Implementing legal accountability to reduce maternal mortality and morbidity in Uganda
Agaba, Daphine Kabagambe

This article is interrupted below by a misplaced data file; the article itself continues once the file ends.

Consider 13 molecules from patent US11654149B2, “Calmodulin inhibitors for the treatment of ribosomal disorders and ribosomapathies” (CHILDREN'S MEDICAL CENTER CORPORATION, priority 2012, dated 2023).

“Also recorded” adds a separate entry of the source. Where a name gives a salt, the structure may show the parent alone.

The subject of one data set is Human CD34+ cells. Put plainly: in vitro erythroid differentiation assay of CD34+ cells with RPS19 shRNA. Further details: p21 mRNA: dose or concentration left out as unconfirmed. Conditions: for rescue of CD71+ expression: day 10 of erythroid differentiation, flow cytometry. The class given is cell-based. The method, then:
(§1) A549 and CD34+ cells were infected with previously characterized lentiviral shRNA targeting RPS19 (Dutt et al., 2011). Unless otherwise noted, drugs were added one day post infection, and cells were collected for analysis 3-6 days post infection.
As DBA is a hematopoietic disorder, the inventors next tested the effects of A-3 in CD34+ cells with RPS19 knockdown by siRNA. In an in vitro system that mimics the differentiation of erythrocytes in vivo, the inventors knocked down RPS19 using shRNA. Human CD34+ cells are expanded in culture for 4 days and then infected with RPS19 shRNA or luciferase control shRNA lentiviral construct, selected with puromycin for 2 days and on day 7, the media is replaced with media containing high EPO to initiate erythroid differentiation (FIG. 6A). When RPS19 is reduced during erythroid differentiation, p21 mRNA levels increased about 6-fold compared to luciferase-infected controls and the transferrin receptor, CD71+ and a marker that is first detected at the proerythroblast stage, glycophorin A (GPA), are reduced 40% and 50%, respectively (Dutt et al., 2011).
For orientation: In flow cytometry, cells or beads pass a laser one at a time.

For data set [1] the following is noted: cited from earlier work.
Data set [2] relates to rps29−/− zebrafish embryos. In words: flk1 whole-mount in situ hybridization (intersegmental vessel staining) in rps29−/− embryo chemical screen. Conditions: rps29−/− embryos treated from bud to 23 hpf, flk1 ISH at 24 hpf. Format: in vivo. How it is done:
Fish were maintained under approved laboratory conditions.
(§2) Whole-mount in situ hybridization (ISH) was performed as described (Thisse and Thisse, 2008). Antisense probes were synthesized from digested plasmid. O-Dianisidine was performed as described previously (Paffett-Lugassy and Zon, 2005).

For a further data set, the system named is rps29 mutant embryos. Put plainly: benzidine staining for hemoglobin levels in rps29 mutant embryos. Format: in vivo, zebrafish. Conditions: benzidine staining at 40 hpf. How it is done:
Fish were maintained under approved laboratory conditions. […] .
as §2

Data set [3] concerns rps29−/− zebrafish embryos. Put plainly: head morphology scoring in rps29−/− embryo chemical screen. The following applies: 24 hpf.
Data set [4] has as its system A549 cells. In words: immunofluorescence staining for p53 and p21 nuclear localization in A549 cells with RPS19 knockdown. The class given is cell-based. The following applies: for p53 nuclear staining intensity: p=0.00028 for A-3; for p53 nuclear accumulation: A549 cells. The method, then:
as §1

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Accountability is a vital human rights principle to address preventable maternal morbidity and mortality in Uganda. The continuous use of ‘accountability’ as a term without elaborating on it gets in the way of using its underlying principles to improve laws and policies. The implementation of legal accountability requires creating avenues through which women whose maternal health rights have been violated may access legal remedies. The existence of adequate legal remedies is vital not only for redressing violations of rights but also for identifying and proposing strategies towards addressing the bottlenecks in health systems. Courts of law are principal judicial mechanisms and, therefore, it is incumbent upon courts to expand rather than limit maternal healthrelated rights. The Uganda Human Rights Commission is another body which is empowered with a protective and promotional mandate that should be used to promote and protect reproductive health rights. It is further emphasised that accountability is not a tool to be understood and interpreted only by legal practitioners. Rather, various forms of accountability, including social and administrative forms, are vital for complementing legal accountability in reducing preventable maternal mortality and morbidity.